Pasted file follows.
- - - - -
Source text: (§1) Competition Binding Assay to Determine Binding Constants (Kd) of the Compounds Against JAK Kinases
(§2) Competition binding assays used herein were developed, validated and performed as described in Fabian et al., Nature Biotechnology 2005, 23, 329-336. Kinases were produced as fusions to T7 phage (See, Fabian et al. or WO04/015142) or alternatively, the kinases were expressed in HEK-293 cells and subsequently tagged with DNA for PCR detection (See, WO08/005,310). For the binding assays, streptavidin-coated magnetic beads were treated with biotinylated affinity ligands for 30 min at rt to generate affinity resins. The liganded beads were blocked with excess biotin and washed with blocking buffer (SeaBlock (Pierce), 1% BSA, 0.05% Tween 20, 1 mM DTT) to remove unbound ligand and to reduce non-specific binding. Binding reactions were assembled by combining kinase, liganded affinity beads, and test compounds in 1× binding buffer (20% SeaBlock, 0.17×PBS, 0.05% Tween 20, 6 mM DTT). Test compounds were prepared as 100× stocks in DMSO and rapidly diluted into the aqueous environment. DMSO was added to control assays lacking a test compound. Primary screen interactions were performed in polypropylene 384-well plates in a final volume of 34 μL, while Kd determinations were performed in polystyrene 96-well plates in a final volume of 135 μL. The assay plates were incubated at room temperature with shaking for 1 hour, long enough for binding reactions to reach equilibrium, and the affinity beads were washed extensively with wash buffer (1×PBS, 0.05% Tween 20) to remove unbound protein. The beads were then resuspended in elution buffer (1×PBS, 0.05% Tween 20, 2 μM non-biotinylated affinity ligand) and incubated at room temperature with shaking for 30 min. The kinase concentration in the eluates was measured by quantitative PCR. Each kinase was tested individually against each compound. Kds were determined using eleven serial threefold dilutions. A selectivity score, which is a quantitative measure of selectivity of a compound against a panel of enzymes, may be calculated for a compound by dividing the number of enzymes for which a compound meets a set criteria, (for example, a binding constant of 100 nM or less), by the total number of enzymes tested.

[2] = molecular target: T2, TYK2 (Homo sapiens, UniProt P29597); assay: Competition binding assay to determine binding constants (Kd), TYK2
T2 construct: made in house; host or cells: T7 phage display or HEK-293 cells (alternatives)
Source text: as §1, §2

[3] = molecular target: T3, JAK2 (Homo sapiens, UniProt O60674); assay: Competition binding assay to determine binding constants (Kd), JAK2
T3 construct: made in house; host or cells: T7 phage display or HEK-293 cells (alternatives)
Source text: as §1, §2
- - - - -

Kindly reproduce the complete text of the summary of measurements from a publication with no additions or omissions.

Source text: (§1) Competition Binding Assay to Determine Binding Constants (Kd) of the Compounds Against JAK Kinases
(§2) Competition binding assays used herein were developed, validated and performed as described in Fabian et al., Nature Biotechnology 2005, 23, 329-336. Kinases were produced as fusions to T7 phage (See, Fabian et al. or WO04/015142) or alternatively, the kinases were expressed in HEK-293 cells and subsequently tagged with DNA for PCR detection (See, WO08/005,310). For the binding assays, streptavidin-coated magnetic beads were treated with biotinylated affinity ligands for 30 min at rt to generate affinity resins. The liganded beads were blocked with excess biotin and washed with blocking buffer (SeaBlock (Pierce), 1% BSA, 0.05% Tween 20, 1 mM DTT) to remove unbound ligand and to reduce non-specific binding. Binding reactions were assembled by combining kinase, liganded affinity beads, and test compounds in 1× binding buffer (20% SeaBlock, 0.17×PBS, 0.05% Tween 20, 6 mM DTT). Test compounds were prepared as 100× stocks in DMSO and rapidly diluted into the aqueous environment. DMSO was added to control assays lacking a test compound. Primary screen interactions were performed in polypropylene 384-well plates in a final volume of 34 μL, while Kd determinations were performed in polystyrene 96-well plates in a final volume of 135 μL. The assay plates were incubated at room temperature with shaking for 1 hour, long enough for binding reactions to reach equilibrium, and the affinity beads were washed extensively with wash buffer (1×PBS, 0.05% Tween 20) to remove unbound protein. The beads were then resuspended in elution buffer (1×PBS, 0.05% Tween 20, 2 μM non-biotinylated affinity ligand) and incubated at room temperature with shaking for 30 min. The kinase concentration in the eluates was measured by quantitative PCR. Each kinase was tested individually against each compound. Kds were determined using eleven serial threefold dilutions. A selectivity score, which is a quantitative measure of selectivity of a compound against a panel of enzymes, may be calculated for a compound by dividing the number of enzymes for which a compound meets a set criteria, (for example, a binding constant of 100 nM or less), by the total number of enzymes tested.

[2] = molecular target: T2, TYK2 (Homo sapiens, UniProt P29597); assay: Competition binding assay to determine binding constants (Kd), TYK2
T2 construct: made in house; host or cells: T7 phage display or HEK-293 cells (alternatives)
Source text: as §1, §2

[3] = molecular target: T3, JAK2 (Homo sapiens, UniProt O60674); assay: Competition binding assay to determine binding constants (Kd), JAK2
T3 construct: made in house; host or cells: T7 phage display or HEK-293 cells (alternatives)
Source text: as §1, §2